China continues to reject accusations of human rights abuses in the northwestern region of Xinjiang — despite widespread reports of the detention and harsh treatment of more than 1 million Muslims. In 2017, Beijing stepped up efforts to “reeducate” China’s largely Muslim Uyghur ethnic minority group, citing the need to fight domestic terrorism and extremism.
Reported abuses include harsh population-control measures, including forced IUDs, abortions and sterilizations among China’s Muslim population. Mass detention centers reportedly require Muslims to renounce Islam and pledge loyalty to the Communist Party — or face torture or death for not complying.
In recent months, statements from the United States, the United Kingdom, Canada and other Western nations — along with reports by experts — have called Beijing’s crackdown against Muslims “genocide.” But what does the rest of the Muslim world say?
The response of Muslim-majority countries may seem surprising
In 2019, Saudi Arabia, the United Arab Emirates and Egypt were among 37 countries that signed a letter to the U.N. Human Rights Council praising China’s “contribution to the international human rights cause” — with claims that China restored “safety and security” after facing “terrorism, separatism and extremism” in Xinjiang.
This wasn’t the only time Arab leaders took China’s side over its repression of its Muslim citizens. When Saudi Crown Prince Mohammed bin Salman visited China in 2019, he declared that “China has the right to take anti‐terrorism and de‐extremism measures to safeguard national security.” And a March 2019 statement by the Saudi‐based Organization of Islamic Cooperation (OIC) praised China for “providing care to its Muslim citizens.”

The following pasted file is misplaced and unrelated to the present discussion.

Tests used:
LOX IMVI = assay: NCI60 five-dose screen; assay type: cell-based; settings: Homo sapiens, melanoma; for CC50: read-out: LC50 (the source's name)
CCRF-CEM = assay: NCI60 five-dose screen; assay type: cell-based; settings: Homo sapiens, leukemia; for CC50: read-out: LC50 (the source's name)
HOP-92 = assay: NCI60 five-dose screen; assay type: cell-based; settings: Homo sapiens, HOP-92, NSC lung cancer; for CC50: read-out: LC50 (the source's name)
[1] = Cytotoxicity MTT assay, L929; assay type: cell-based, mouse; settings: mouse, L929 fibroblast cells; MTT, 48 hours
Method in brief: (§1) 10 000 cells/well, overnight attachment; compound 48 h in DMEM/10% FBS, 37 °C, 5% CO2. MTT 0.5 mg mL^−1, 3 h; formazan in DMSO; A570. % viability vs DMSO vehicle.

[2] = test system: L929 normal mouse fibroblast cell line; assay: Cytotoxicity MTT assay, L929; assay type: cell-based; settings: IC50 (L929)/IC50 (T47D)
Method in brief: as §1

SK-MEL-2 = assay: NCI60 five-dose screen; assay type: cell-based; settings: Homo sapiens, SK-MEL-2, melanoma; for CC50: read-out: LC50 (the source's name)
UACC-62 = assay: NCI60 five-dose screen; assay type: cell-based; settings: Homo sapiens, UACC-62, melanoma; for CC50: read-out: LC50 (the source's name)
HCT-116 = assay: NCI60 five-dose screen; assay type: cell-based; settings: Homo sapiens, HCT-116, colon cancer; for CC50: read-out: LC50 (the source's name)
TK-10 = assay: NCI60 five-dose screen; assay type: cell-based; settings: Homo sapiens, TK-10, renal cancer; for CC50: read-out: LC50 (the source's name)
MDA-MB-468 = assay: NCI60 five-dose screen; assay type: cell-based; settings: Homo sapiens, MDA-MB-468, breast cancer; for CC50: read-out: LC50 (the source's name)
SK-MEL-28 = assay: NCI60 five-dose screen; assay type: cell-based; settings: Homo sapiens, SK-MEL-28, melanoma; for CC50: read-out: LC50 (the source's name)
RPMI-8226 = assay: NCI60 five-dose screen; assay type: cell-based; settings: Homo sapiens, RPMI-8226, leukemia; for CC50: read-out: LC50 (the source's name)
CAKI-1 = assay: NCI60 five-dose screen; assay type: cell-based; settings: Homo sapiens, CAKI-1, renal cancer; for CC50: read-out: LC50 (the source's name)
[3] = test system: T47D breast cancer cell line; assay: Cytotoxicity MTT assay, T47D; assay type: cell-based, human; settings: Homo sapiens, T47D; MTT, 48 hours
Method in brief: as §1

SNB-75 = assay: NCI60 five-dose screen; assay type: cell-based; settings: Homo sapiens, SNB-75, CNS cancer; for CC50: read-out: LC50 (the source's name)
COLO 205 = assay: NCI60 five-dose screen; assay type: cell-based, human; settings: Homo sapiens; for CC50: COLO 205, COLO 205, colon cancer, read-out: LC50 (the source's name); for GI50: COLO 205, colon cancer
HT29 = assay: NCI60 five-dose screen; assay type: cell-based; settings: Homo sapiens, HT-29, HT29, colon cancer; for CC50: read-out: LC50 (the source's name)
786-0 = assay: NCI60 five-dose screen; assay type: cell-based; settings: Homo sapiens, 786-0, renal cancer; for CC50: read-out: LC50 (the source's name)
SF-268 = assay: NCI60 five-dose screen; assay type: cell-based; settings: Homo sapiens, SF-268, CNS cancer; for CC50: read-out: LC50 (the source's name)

Two years later, the support for Beijing appears strong. Chinese media reported in March that “Saudi Arabia firmly supports China’s legitimate position on affairs related to Xinjiang and Hong Kong … and rejects the attempt by certain parties to sow dissent between China and the Islamic world.”
Beyond simply praising China’s crackdown in Xinjiang, Saudi Arabia, Egypt and the UAE have arrested exiled Uyghur Muslims in their countries, deporting them back to China at Beijing’s request. So why are Arab leaders so tolerant of China’s abuses of its own Muslim population?
Economic explanations only go so far
Economic ties explain some of this surprising endorsement of the repression of fellow Muslims. China is an important trade partner and investor and is the primary customer for Middle East oil. And the Middle East is of critical geopolitical significance to China’s ambitious infrastructure and investment plans under the Belt and Road Initiative.
Other regional powers such as Iran, Qatar and Turkey have taken a more indirect approach to China’s repression of its Muslim population. Heavily dependent on China economically, Iran has been reluctant to speak out against Beijing’s policies. In March, Iran and China signed a sweeping 25-year oil-for-investment deal.
Qatar has not directly criticized Beijing but refused to sign the 2019 U.N. letter that other Muslim-majority countries signed in praise of China’s actions in Xinjiang. The Turkish government, which had accused China of genocide in 2009, later softened its stance. As Turkey becomes more economically dependent on China, some officials have denounced U.S. criticism of China’s policies in Xinjiang as “imperialistic.”